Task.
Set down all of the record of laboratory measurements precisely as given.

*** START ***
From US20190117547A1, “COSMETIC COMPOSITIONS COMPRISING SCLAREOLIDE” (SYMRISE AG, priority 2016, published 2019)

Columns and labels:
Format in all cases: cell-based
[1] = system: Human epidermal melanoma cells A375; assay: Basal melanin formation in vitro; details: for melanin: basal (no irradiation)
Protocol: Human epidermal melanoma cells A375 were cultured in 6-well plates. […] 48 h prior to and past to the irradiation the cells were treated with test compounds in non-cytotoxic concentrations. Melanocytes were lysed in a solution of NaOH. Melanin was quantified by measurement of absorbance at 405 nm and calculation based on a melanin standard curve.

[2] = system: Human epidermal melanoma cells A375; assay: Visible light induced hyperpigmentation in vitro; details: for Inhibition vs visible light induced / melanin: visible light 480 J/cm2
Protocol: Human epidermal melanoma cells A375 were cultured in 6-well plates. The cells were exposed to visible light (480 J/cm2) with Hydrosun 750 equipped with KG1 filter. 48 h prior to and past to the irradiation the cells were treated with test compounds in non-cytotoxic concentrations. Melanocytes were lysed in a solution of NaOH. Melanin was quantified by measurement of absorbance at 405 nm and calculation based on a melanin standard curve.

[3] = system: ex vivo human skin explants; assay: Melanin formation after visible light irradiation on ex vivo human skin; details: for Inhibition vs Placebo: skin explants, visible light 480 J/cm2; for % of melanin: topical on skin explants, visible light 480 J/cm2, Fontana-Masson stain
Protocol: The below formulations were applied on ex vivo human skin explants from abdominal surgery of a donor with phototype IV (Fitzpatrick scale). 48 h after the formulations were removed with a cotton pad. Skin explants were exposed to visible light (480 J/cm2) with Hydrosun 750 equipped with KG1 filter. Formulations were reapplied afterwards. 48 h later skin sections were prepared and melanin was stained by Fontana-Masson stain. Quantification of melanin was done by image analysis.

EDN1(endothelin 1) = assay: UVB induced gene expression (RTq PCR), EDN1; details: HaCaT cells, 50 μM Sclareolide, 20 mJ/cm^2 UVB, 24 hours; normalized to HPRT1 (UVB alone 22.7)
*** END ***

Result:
From US20190117547A1, “COSMETIC COMPOSITIONS COMPRISING SCLAREOLIDE” (SYMRISE AG, priority 2016, published 2019)

Columns and labels:
Format in all cases: cell-based
[1] = system: Human epidermal melanoma cells A375; assay: Basal melanin formation in vitro; details: for melanin: basal (no irradiation)
Protocol: Human epidermal melanoma cells A375 were cultured in 6-well plates. […] 48 h prior to and past to the irradiation the cells were treated with test compounds in non-cytotoxic concentrations. Melanocytes were lysed in a solution of NaOH. Melanin was quantified by measurement of absorbance at 405 nm and calculation based on a melanin standard curve.

[2] = system: Human epidermal melanoma cells A375; assay: Visible light induced hyperpigmentation in vitro; details: for Inhibition vs visible light induced / melanin: visible light 480 J/cm2
Protocol: Human epidermal melanoma cells A375 were cultured in 6-well plates. The cells were exposed to visible light (480 J/cm2) with Hydrosun 750 equipped with KG1 filter. 48 h prior to and past to the irradiation the cells were treated with test compounds in non-cytotoxic concentrations. Melanocytes were lysed in a solution of NaOH. Melanin was quantified by measurement of absorbance at 405 nm and calculation based on a melanin standard curve.

[3] = system: ex vivo human skin explants; assay: Melanin formation after visible light irradiation on ex vivo human skin; details: for Inhibition vs Placebo: skin explants, visible light 480 J/cm2; for % of melanin: topical on skin explants, visible light 480 J/cm2, Fontana-Masson stain
Protocol: The below formulations were applied on ex vivo human skin explants from abdominal surgery of a donor with phototype IV (Fitzpatrick scale). 48 h after the formulations were removed with a cotton pad. Skin explants were exposed to visible light (480 J/cm2) with Hydrosun 750 equipped with KG1 filter. Formulations were reapplied afterwards. 48 h later skin sections were prepared and melanin was stained by Fontana-Masson stain. Quantification of melanin was done by image analysis.

EDN1(endothelin 1) = assay: UVB induced gene expression (RTq PCR), EDN1; details: HaCaT cells, 50 μM Sclareolide, 20 mJ/cm^2 UVB, 24 hours; normalized to HPRT1 (UVB alone 22.7)